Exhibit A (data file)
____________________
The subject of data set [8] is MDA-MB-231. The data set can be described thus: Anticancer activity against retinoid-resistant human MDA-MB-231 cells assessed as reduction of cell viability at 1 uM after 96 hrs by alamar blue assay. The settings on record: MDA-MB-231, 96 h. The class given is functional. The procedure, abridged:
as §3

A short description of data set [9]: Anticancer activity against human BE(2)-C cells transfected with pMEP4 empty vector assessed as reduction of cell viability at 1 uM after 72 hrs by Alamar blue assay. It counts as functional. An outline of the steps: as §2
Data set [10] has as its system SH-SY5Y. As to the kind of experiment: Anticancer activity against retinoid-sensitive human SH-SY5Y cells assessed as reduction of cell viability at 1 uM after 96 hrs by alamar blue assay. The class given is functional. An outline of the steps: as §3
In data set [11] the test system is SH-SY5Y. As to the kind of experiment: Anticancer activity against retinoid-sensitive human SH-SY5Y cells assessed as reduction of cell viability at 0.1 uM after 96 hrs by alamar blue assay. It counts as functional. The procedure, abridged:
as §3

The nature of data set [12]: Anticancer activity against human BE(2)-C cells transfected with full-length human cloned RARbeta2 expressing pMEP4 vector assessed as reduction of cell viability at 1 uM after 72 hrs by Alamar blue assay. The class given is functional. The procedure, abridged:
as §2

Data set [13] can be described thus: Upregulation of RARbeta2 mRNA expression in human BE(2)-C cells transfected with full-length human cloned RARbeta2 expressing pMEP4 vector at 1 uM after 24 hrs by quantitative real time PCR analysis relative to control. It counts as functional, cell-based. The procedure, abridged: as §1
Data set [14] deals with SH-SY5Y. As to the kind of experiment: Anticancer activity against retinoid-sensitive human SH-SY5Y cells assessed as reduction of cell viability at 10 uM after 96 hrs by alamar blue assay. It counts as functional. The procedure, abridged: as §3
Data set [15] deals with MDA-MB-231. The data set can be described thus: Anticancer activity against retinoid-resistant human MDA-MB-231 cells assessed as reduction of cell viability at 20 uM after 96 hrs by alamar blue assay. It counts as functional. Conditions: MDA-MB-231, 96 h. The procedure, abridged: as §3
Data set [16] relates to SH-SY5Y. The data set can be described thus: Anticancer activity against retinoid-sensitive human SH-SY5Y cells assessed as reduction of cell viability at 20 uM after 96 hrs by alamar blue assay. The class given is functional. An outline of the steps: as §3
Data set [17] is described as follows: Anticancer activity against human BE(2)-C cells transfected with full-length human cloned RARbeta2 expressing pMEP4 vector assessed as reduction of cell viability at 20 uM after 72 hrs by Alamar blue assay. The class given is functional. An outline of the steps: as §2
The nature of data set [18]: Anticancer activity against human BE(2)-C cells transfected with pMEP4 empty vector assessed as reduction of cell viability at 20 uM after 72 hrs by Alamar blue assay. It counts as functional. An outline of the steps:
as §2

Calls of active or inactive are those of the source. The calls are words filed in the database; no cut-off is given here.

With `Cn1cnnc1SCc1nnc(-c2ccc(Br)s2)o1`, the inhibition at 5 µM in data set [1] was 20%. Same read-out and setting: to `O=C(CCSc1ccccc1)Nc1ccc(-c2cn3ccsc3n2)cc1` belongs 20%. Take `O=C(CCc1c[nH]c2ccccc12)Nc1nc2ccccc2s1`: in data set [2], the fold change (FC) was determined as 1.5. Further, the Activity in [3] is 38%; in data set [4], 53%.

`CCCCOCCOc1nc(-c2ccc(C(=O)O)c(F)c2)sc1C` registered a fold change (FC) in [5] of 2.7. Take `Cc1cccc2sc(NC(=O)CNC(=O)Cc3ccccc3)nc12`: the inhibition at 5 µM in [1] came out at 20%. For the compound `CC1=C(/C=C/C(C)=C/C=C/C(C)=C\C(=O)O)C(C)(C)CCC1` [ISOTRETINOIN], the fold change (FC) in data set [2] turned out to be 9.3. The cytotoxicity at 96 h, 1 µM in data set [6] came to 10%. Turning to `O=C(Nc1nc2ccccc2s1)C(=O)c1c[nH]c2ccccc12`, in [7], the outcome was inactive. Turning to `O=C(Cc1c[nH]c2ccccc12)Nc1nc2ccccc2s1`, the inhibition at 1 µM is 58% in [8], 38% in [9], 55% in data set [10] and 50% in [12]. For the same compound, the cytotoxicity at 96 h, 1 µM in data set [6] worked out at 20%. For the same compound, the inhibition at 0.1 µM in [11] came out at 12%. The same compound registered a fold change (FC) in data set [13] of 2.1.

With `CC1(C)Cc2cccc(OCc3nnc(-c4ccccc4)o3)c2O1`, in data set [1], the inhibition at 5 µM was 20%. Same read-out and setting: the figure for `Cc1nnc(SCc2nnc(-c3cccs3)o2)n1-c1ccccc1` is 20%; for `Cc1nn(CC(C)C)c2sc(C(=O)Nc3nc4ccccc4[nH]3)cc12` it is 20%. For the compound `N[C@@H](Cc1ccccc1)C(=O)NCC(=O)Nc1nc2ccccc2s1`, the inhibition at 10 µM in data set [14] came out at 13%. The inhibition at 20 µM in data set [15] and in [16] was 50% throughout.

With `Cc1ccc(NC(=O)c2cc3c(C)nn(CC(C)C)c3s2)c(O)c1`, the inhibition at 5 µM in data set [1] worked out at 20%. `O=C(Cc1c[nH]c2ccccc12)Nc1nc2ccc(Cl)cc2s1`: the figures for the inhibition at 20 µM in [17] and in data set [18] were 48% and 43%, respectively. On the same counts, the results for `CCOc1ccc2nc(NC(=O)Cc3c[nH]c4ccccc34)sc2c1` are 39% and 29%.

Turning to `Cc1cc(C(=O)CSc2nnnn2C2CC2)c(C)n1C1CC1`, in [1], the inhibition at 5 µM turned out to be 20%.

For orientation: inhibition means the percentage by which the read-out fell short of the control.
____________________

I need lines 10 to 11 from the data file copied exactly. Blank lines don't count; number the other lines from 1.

Data set [14] deals with SH-SY5Y. As to the kind of experiment: Anticancer activity against retinoid-sensitive human SH-SY5Y cells assessed as reduction of cell viability at 10 uM after 96 hrs by alamar blue assay. It counts as functional. The procedure, abridged: as §3
Data set [15] deals with MDA-MB-231. The data set can be described thus: Anticancer activity against retinoid-resistant human MDA-MB-231 cells assessed as reduction of cell viability at 20 uM after 96 hrs by alamar blue assay. It counts as functional. Conditions: MDA-MB-231, 96 h. The procedure, abridged: as §3